Marcellus is a tribune in the time of Christ. He is in charge of the group that is assigned to crucify Jesus. Drunk, he wins Jesus' homespun robe after the crucifixion. He is tormented by ... See full summary »
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The story picks up at the point where "The Robe (1953)" ends, following the martyrdom of Diana and Marcellus. Christ's robe is conveyed to Peter for safe-keeping, but the emperor Caligula ... See full summary »
Action-packed look at the beginnings of the fall of the Roman Empire. Here is the glory, the greed and grandeur that was Rome. Here is the story of personal lust for power, and the ... See full summary »
Marcellus is a tribune in the time of Christ. He is in charge of the group that is assigned to crucify Jesus. Drunk, he wins Jesus' homespun robe after the crucifixion. He is tormented by nightmares and delusions after the event. Hoping to find a way to live with what he has done, and still not believing in Jesus, he returns to Palestine to try and learn what he can of the man he killed. Written by
John Vogel <email@example.com>
Richard Burton hated making the film so much that he turned down a contract from 20th Century-Fox. He was amazed to receive an Oscar nomination after critics had almost universally described his performance as "wooden". See more »
In the sword fight between Marcellus Gallio and the Roman commander, there is a shot of Gallio holding his sword to the commander's throat, while the commander is on the ground. The sword is an obvious prop that is rounded on the end like a spatula. See more »
[Marcellus has just been sentenced to execution; Diana leaves the podium to stand at his side]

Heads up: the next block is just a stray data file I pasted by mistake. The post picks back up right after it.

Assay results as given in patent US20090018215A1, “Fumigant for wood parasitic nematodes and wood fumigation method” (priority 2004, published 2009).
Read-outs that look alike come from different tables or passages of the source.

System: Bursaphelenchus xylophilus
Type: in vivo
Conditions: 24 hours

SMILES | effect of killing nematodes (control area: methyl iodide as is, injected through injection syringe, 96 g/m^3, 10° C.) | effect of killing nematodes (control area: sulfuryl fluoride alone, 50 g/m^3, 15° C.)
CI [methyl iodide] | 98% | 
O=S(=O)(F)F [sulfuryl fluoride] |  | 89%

Sire, Marcellus is my chosen husband. I wish to go with him.
Stand back! You're not on trial! There's no evidence against you!
Then if it please you, sire, I'll provide evidence. I have no wish to live another hour in an empire ruled by *you*! You dare to call yourself a Caesar. Once the Caesars of Rome were noble, but in you, noble blood has turned to poison. You corrupt Rome with your spite and ...
[...] See more »
The historical epics which were so popular in the fifties and early sixties frequently had a religious theme. Some were based, not always faithfully, on stories from the Bible ("The Ten Commandments", "Solomon and Sheba", "Esther and the King"), while others tried to convey a Christian message indirectly. Thus the central character of "Spartacus" is treated as a metaphorical Christ-figure, and "The Egyptian" draws parallels between Christianity and the monotheistic religion of Atenism which briefly flourished under the heretical Pharaoh Akhnaten. "The Robe" is one of a number of films which deal with the early days of the Christian Church and its persecution by the Roman Emperors. The most famous film of this type is "Ben Hur", but others include "Quo Vadis?" "The Silver Chalice" and "The Fall of the Roman Empire". The stories told by such films were normally fictitious- they were often based upon once-famous novels- but were set against a background of historical fact.
The plot of "The Robe" is essentially similar to that of "The Silver Chalice" which was made the following year. Both concern a sacred relic of Christ; in "The Silver Chalice" this is the cup which He used at the Last Supper, whereas in "The Robe" it is the robe which He wore at His crucifixion. Lloyd Douglas, who wrote the novel "The Robe", said that he did so to answer the question: what happened to the Roman soldier who won Jesus' robe through a dice game? In the story, this soldier is Marcellus Gallio, the military tribune who commands the unit that crucifies Jesus. He is in some respects an unlikely hero for an epic. The heroes of such films were normally strong, confident men of action like Ben-Hur or Spartacus, but Marcellus is not really a career soldier. He is an upper-class playboy, a gambler, drinker and womaniser who owes his exalted military rank to the influence of his father, an important senator. He enjoys little respect among the men he commands, although he gets the better of a centurion who dares to challenge his authority in a memorable swordfight, one of the film's few action sequences. He is only sent to Judaea because he has offended Caligula, heir to the Emperor Tiberius.